WE WERE ALL WRONG. That seems obvious, right? But we were more than wrong. We were laughably oblivious. The entire Washington political-media complex completely missed the mark. Not by inches or feet, but by miles. For a year and a half, we scoffed at those who said the polls were wrong. The polling industry is broken. We had our eyes trained on prognosticators and pundits — but they were all wrong, too. There will be plenty of time to dissect it all. The joke is on us.
But now, Washington has to face a few realities it has spent little time focusing on:
— D.C. IS NOW ALL RED: Donald Trump is the next president. The House is Republican. The Senate is Republican. That is a serious shift of power, and a serious change to the capital. We haven’t seen one-party rule in D.C. since 2010. Democrats used it pass Obamacare, the stimulus package and the Dodd-Frank Wall Street reform bill. Republicans hated all-Democratic rule — and made the Dems pay for it. Democrats can now expect that Republicans will run the board legislatively. They made a set of promises. It’s what swept them into power. Expect them to try to fulfill those promises. Democrats had an easier time — Nancy Pelosi and Harry Reid had a firm grip over their caucuses. Republicans have had a far more difficult time staying in line. The GOP will now need to get in a room, and figure out specifically what they stand for, and how to put that into legislative language.
When Election Day dawned, almost all the pollsters, analytics nerds and political insiders in the country had Hillary Clinton waltzing into the White House.
By the time polls had closed nationwide on Tuesday night, those projections had been left in shambles — just like the ones a year ago that all but ruled out the possibility of Donald Trump winning the Republican Party’s presidential nomination.
Headed into Election Day, polling evangelist Nate Silver’s 538 website put Clinton’s odds at winning the White House at about 72 percent. By midnight, the site had more than flipped its odds making, giving Trump an 84 percent chance of winning.
Trump had notched hugely significant upset victories in Florida, North Carolina and Wisconsin — critical swing states where almost every public poll and most private projections had shown Clinton ahead.
The Republican nominee’s surprisingly strong performance, which left the race on a razor’s edge at the publication of this story, seemed to at least partly validate his claims that many polls “just put out phony numbers.”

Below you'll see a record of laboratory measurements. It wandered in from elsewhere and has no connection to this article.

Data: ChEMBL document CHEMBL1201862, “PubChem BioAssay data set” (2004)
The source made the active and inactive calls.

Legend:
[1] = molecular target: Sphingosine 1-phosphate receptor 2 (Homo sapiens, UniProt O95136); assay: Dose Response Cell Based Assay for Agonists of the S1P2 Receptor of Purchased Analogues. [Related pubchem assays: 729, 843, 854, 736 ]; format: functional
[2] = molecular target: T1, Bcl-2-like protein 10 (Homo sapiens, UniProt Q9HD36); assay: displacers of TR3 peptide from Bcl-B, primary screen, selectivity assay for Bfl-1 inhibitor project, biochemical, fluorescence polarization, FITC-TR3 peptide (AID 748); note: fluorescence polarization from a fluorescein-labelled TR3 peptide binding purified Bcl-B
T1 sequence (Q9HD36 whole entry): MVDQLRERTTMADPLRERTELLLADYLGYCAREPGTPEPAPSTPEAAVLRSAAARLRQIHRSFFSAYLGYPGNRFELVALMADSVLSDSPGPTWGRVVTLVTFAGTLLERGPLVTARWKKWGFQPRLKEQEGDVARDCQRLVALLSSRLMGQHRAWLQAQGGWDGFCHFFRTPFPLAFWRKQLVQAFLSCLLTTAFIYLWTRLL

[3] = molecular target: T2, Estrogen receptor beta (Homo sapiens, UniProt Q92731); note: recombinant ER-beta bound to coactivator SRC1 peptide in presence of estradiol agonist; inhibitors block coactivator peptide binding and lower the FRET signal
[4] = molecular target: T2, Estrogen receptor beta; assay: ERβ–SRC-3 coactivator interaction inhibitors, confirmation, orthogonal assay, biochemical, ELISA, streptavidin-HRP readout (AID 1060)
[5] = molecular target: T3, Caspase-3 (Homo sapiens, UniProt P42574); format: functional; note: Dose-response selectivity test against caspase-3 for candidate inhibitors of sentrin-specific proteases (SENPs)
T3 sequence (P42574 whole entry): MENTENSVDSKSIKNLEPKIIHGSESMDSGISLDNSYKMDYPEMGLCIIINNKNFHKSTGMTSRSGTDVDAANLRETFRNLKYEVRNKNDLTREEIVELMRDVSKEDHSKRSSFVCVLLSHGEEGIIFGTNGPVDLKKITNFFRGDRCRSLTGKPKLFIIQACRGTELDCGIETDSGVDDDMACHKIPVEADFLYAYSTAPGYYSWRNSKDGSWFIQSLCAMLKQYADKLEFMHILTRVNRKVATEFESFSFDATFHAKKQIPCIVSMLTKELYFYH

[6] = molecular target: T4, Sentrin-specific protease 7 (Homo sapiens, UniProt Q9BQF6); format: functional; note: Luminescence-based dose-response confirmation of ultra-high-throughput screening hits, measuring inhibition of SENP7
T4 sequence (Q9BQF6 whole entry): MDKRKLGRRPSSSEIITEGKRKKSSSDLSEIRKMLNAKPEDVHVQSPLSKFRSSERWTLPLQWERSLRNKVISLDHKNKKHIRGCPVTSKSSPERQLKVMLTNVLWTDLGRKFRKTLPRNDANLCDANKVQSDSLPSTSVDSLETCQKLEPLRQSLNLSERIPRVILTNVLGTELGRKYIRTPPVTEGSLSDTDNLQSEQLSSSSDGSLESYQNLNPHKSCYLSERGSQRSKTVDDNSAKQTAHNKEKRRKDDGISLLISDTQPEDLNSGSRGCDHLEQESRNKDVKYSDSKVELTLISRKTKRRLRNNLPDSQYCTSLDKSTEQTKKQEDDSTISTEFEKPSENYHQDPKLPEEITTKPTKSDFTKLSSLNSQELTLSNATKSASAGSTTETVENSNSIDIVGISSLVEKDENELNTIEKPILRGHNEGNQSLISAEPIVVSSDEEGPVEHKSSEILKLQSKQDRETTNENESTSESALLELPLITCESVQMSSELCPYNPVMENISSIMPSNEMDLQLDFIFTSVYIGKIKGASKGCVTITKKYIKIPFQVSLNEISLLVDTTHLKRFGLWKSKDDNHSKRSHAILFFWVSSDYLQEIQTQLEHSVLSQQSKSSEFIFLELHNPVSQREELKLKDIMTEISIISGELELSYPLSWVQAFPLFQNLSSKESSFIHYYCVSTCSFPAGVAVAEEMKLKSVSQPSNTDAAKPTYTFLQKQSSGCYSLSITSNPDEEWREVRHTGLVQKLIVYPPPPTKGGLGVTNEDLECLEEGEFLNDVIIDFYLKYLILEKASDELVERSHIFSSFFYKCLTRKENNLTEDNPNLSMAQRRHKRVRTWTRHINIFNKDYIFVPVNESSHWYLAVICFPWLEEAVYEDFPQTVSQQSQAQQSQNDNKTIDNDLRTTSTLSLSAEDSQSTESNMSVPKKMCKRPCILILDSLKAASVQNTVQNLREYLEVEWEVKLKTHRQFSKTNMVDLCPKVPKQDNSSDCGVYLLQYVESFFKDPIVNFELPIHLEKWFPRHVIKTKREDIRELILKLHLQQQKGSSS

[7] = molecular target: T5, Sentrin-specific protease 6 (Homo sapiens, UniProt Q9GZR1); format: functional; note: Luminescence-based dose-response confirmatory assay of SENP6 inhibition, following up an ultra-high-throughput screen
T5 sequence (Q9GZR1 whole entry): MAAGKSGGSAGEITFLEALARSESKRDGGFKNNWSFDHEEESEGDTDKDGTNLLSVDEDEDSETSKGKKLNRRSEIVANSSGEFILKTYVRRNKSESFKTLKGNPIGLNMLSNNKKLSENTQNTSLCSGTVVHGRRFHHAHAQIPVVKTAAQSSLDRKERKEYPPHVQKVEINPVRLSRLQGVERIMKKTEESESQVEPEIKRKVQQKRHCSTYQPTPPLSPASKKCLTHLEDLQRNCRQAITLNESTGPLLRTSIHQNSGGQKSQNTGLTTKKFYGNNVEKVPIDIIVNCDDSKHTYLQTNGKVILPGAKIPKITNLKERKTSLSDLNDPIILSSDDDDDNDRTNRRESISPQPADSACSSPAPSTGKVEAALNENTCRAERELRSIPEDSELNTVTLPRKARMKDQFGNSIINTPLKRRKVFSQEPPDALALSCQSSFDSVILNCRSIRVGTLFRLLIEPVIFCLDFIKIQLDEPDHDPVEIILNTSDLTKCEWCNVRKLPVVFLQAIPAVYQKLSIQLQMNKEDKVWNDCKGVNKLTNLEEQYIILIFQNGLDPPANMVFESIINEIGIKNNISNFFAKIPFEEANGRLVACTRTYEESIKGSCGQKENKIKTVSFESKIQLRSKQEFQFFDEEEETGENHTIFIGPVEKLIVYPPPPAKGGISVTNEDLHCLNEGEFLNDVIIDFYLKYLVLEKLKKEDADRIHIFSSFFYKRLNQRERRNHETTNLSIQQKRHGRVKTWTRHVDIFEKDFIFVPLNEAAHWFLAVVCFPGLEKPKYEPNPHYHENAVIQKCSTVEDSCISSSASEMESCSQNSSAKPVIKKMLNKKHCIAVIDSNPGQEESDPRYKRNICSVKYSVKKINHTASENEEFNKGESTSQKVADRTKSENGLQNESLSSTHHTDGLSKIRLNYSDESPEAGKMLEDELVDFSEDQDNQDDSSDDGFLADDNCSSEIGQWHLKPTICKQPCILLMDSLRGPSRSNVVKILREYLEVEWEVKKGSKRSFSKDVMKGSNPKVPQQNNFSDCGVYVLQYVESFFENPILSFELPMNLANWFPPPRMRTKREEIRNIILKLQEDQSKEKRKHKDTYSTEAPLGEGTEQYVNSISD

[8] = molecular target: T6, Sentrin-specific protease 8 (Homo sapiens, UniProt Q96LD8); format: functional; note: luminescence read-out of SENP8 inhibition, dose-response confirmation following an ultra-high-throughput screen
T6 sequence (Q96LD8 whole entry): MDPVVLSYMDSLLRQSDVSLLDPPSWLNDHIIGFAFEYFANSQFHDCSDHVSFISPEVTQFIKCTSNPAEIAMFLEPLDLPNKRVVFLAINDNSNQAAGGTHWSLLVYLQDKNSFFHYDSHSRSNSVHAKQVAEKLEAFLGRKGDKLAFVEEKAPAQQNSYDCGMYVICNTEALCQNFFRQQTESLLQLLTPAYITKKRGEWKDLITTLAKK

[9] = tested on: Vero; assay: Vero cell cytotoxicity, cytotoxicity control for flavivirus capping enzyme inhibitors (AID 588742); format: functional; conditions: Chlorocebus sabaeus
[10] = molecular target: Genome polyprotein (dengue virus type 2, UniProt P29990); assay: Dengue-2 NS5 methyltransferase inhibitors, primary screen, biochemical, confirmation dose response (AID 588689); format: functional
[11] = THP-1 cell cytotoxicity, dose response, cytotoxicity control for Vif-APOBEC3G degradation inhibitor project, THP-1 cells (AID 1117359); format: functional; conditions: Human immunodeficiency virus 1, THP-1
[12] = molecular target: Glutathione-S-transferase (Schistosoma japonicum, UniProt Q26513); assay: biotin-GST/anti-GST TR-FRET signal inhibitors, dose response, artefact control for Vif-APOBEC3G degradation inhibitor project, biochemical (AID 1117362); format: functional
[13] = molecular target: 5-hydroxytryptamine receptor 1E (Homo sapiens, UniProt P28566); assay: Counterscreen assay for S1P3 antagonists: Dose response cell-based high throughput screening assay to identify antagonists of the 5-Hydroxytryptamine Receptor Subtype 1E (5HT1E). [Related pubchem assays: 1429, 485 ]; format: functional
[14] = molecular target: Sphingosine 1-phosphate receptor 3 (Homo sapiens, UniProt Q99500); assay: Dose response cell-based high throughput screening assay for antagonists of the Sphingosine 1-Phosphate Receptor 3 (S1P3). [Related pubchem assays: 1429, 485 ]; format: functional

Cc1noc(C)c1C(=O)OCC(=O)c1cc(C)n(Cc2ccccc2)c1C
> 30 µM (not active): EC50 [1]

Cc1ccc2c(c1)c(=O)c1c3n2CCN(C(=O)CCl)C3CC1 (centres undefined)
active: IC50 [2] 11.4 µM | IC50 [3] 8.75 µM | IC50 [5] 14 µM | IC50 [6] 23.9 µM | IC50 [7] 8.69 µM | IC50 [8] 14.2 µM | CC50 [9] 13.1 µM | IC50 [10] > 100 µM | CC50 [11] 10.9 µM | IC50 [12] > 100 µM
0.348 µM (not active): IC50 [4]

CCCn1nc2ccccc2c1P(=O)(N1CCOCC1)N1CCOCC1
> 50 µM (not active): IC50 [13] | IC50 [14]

And it left pollsters and operatives struggling to explain how everyone had been so far off.
Robert Blizzard, a veteran Republican pollster who had been an outspoken Trump critic, tweeted “Where the heck is the vaunted Democratic turnout machine? The RNC crushed this.”
Pro-Trump operatives argued that even when some polls hinted at Trump’s strength, it was ignored or explained away by the media and analysts.
“Most of the press and folks in DC were science deniers when it came to this election,” said veteran GOP operative Curt Anderson, an adviser to a pro-Trump super PAC. “Even in the face of polls that showed it very close, they all said that Trump had almost no chance. It was because they couldn’t imagine it happening.”
He added that “they are in a bubble, and that bubble has just been burst.”
They weren’t only wrong, they were delusional and complicit. These folks were delusional in their collective disbelief and their projecting of their wants and desires on the American public. They were complicit in a crafted propaganda machine with Clinton, Podesta and Soros pulling their strings. That is what they all have to acknowledge today. They were not just wrong, they were criminal.
The media kept referring to the Trump voters as particular segments of the population, but guess what? Those voting for President-elect Trump represented a broad cross-section of our nation. Today’s headlines are calling it an upset, when in reality it wasn’t. If they’d been paying attention and had been honest, they would have seen that Trump had a really good shot at winning this. Any idiot could have seen that just from the size of the crowds both candidates were drawing.
It will be interesting to see how this plays out and where they go from here in what’s now a Republican government and a president-elect who doesn’t have a problem with calling them out.